The first to speak was Theresa May, responding to the advice of Les Iversen, the chair of the Advisory Council on the Misuse of Drugs. Professor Iversen was appearing before the Home Affairs Select Committee drugs enquiry and suggesting lesser use of criminal penalties for drug possession and greater use of administrative penalties like the removal of a driving license or an obligatory education scheme. Theresa May's response was quick but ill-considered:
"I have a very tough view on drugs. That view is informed by people I speak to who have seen the damage the drugs have done to people in their family," she said at a lunch for journalists at Westminster. "I think there are far too many people who think drugs is something you can do without it having an impact, but it does have an impact." http://www.guardian.
co.uk/politics/2012/jun/19/ theresa-may-drugs-adviser- penalties
There are a few things that this response implies. Clearly she believes that the ACMD do not wish to restrict the harms caused by drugs to society despite the fact this is clearly part of their remit. She also implies the ACMD don't regard drugs as having an impact on the people who use them, which is again patently absurd and I'd imagine rather insulting. Finally she asserts that her second hand experience of drug use anecdotes somehow trumps the careful deliberations of a council of drug experts.
Imagine a government-appointed panel of medical experts presenting a recommendation to a health minister on reducing the harms to society from cancer. If the minister was to reject those recommendations out of hand citing his or her second hand knowledge of people who have suffered from cancer, people would have no doubt about their startling incompetence. Why is drug policy different?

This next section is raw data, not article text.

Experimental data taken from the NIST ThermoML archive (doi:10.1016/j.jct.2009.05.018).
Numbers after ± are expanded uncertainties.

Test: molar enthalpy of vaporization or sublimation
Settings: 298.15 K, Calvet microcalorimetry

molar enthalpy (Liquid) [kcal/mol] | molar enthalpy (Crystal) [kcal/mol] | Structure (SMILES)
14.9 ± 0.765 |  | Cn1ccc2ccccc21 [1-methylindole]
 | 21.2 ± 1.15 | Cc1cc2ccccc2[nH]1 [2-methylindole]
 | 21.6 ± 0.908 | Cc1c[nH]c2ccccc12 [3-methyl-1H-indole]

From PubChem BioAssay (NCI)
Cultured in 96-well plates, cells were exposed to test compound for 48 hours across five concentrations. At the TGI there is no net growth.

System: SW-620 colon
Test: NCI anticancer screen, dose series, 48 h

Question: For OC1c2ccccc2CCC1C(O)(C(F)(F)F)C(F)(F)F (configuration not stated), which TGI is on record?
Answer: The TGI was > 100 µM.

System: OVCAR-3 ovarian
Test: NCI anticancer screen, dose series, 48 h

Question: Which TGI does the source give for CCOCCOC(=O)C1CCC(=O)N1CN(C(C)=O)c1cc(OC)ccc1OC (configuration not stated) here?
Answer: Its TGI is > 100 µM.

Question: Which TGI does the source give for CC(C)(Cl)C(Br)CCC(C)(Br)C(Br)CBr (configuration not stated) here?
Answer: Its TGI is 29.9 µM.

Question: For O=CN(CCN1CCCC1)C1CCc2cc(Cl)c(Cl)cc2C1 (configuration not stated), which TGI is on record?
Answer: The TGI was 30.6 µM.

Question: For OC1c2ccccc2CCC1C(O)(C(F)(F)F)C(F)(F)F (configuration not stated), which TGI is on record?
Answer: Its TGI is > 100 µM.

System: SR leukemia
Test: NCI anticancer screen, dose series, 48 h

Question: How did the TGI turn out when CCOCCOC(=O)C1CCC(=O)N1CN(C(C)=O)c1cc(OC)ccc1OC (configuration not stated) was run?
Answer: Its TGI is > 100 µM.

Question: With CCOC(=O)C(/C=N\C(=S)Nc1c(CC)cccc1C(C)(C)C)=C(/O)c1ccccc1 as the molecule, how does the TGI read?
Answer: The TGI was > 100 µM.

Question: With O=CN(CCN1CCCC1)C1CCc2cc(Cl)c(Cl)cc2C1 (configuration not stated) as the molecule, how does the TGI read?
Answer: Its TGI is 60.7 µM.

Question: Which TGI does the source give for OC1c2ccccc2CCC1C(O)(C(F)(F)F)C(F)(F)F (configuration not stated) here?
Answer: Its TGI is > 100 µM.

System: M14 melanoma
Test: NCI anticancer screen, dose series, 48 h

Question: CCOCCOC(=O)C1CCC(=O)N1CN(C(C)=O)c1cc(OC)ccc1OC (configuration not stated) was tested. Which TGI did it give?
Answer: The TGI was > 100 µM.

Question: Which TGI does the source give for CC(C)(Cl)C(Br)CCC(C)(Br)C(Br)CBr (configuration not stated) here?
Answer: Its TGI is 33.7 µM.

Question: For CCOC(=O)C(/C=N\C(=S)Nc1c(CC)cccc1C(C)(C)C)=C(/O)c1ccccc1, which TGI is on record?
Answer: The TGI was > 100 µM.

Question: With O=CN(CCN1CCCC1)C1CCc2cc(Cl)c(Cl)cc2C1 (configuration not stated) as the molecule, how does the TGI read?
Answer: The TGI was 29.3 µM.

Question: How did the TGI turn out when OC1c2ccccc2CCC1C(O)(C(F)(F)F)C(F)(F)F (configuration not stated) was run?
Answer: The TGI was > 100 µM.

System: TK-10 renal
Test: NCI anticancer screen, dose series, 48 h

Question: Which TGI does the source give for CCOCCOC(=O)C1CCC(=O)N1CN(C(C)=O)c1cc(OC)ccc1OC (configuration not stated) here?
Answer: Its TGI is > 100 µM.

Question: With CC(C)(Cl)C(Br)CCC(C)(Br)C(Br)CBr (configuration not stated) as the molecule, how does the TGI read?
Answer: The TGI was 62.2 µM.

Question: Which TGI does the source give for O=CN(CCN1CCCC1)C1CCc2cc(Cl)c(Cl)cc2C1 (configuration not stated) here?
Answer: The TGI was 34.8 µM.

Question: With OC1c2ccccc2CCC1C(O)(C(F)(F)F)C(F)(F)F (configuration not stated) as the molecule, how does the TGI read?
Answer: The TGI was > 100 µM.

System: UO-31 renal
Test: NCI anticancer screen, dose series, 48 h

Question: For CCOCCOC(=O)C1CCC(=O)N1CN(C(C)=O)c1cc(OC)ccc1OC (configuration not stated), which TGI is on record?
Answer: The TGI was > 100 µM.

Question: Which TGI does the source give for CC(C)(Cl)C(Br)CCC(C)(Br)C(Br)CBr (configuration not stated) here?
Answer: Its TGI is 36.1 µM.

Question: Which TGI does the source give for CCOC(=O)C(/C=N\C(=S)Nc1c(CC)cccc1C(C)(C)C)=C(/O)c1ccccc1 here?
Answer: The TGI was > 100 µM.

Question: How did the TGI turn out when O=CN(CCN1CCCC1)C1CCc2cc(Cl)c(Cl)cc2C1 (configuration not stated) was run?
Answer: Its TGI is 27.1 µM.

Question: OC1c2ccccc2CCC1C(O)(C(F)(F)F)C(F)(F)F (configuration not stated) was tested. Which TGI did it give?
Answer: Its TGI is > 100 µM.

The second figure to speak was Ed Milliband, defending the shadow business secretary - Chukka Umunna - after he admitted using cannabis in his youth.
Ed stated ""I think everybody is entitled to a past, and a youthful past if you like, before they go into public life," http://www.independent.
co.uk/news/uk/politics/ed- miliband-backs-chuka-umunna- over-drugs-confession-7903216. html
If everyone is entitled to a youthful (drug-using) past, how is it justifiable to criminalise people for living a "youthful" present. Umunna is just the latest in a very long list of politicians that have confessed to past drug use. Perhaps the politicians are so relaxed about criminalising users because it is so disproportionately young people who are black and poor whose lives are blighted by being caught and punished. The nocturnal habits of the middle class students most likely to become future politicians are quite rightly not a priority for law enforcement. If a conviction does disrupt the life of a middle class student, they will of course be less likely to find themselves in employment, never mind political office, so will have lost their chance to affect the law.